Genre: Action and Adventure
Director: Robert Schwentke
Cast: Shailene Woodley, Theo James, Octavia Spencer, Naomi Watts, Jeff Daniels, Ray Stevenson, Zoë Kravitz, Miles Teller, Ansel Elgort, Maggie Q
Release Date: March 18th, 2016
The Divergent film series has always felt like an inferior version of the more character-driven Hunger Games movies. The concept of Divergent, page the original film in the series, was interesting with individuals in a dystopian Chicago being divided into five camps (like modern-day members of The Breakfast Club) in a seemingly idyllic society, that was anything but. The characters, though, were tiresome and forgettable. Insurgent, the second feature in the series, saw many of those individuals rising up and eventually finding a way to escape the city. Now The Divergent Series: Allegiant, the third film in the series, has arrived– offering our heroes a new world they can escape into.
The new film opens up a short while after its predecessor. After Evelyn (Naomi Watts) has taken control of the society, the new order has become a lesser version of the old order. Evelyn is executing dissenters and creating a world where the government’s justice is cruel and ugly. She executes traitors after brief mock trials, earning applause from the crowd as shots ring out.
Four (Theo James), Evelyn’s son, knows the danger of this approach. “You incited a mob. Now try controlling it,” he says.
Four eventually joins heroine Tris (Shailene Woodley), her traitorous brother Caleb (Ansel Elgort) and their sarcastic nemesis-turned-ally-turned-nemesis Peter (Miles Teller) in escaping the city.
They escape Chicago but they can’t escape the bland morass of this story. The Divergent series wasn’t great to begin with but Allegiant reaches a new low point.
After a semi-interesting opening, the story devolves into a bloated mess of an adaptation. When the heroes leave the city with their allies, they enter into a desert world of raining blood. Their plight goes downhill from there.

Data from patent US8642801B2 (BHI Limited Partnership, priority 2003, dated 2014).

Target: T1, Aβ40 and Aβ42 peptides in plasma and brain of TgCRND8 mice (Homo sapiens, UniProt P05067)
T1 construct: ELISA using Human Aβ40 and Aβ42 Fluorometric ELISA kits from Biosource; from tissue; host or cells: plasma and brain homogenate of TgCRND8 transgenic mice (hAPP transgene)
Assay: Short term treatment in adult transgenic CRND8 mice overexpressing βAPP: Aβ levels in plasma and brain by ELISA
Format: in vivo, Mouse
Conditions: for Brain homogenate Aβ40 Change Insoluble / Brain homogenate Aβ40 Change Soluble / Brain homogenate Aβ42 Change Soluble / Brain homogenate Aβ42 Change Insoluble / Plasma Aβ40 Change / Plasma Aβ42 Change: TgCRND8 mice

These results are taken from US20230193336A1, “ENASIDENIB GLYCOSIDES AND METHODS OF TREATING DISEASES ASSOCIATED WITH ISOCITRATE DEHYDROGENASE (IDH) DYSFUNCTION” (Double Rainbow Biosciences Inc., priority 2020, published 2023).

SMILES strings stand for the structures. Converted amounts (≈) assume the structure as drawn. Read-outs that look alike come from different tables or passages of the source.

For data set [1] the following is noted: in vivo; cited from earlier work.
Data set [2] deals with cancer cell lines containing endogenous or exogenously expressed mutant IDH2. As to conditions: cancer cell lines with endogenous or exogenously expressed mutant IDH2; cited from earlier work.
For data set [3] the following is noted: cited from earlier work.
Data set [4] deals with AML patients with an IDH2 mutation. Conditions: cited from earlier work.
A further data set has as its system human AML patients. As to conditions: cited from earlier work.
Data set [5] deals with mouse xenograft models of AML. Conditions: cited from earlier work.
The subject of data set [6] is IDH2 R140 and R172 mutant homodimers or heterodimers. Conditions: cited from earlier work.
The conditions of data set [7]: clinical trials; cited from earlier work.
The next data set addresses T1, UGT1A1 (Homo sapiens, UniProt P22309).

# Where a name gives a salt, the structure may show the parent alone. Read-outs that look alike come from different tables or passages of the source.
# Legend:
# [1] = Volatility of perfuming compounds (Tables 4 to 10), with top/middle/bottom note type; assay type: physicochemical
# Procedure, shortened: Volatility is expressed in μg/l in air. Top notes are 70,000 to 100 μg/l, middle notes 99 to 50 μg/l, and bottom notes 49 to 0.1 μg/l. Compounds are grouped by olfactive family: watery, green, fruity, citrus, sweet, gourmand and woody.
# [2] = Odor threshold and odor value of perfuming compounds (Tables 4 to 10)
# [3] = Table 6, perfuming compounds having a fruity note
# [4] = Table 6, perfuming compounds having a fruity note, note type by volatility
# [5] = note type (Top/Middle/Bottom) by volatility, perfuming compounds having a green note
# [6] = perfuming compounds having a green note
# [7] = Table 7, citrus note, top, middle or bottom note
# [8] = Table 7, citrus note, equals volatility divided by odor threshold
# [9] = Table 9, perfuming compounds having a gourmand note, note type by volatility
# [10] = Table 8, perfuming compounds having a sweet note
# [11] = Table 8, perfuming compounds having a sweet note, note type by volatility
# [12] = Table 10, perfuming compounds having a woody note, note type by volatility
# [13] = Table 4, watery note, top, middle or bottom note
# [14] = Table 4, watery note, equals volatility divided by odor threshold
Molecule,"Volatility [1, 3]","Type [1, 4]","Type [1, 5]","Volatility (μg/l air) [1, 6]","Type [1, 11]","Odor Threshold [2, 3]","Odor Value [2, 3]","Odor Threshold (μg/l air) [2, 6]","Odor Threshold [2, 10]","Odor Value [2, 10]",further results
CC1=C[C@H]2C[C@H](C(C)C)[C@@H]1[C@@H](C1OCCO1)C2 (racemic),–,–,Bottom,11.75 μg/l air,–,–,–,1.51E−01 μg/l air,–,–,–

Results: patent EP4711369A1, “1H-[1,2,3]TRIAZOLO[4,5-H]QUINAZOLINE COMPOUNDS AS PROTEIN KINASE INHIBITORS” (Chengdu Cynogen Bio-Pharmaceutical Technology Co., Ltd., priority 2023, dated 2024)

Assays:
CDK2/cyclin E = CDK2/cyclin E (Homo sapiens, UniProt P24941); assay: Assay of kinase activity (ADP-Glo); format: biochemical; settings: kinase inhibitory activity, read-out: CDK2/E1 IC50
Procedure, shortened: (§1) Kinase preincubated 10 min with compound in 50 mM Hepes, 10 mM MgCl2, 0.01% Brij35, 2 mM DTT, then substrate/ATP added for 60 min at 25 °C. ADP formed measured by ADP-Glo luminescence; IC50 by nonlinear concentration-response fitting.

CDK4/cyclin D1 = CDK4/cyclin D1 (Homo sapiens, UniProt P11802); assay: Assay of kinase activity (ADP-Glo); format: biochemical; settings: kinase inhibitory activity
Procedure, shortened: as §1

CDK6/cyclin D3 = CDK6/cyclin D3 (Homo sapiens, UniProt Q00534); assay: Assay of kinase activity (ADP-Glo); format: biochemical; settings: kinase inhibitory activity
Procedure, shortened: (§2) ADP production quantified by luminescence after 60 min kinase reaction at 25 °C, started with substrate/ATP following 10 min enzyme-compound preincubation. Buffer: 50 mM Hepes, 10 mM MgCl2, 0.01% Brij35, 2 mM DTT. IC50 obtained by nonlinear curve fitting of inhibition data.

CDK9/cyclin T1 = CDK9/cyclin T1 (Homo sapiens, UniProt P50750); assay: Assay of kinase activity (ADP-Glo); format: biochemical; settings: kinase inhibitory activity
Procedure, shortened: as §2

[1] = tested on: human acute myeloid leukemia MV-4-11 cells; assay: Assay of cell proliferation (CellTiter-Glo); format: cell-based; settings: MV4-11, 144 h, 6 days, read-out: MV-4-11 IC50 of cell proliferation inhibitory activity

Director Robert Schwentke overdoes the special effects in this outside world with scenes showing the main characters floating in bubbles flying in spaceships. At times, it seems like the story has become a parody of itself, replacing any sense of interesting plot choices with silly effects that only show how hollow this journey has become.
The plot unfolds sloppily as Tris — the heroine in all of this — begins doubting her own relationship with Four after a mysterious leader named David (Jeff Daniels) urges her to align with him. The previous two films showcased Tris’ budding relationship with Four and the trust they’ve established and yet, after a few brief conversations with David, Tris doesn’t know who to trust anymore.
There’s also little development with the other supporting characters. Caleb, who was chosen for the erudite camp in the original because of his intelligence, becomes a forgettable supporting player here. After betraying his sister in the second feature, Caleb is stuck here blandly delivering information to the other characters whenever he appears. During a chase scene at the end, the bright Caleb spots three ships behind his and notes “Looks like three ships are following us.” He doesn’t offer any way to stop those ships or anything useful. He just tells them something the audience can already see.
It’s a wonder this character was ever seen as intelligent.
And once again, Peter solely exists to turn his back on the people who trusted him. It would be a surprise twist but it keeps happening over and over again.
Although neither Divergent or Insurgent worked for me, they are both far superior to this third installment. Unfortunately for viewers, the third book in Veronica Roth’s Divergent book series was split into two films with this one serving as part one of the not-so-grand finale (the final movie opens next year). That might explain why this film is so painstakingly boring but it doesn’t explain why this series has become such a muddied mess.
“You saved a city. Help me save the world,” David says to Tris at one point. It would’ve been better if the actors had tried to save this movie.
Review by: John Hanlon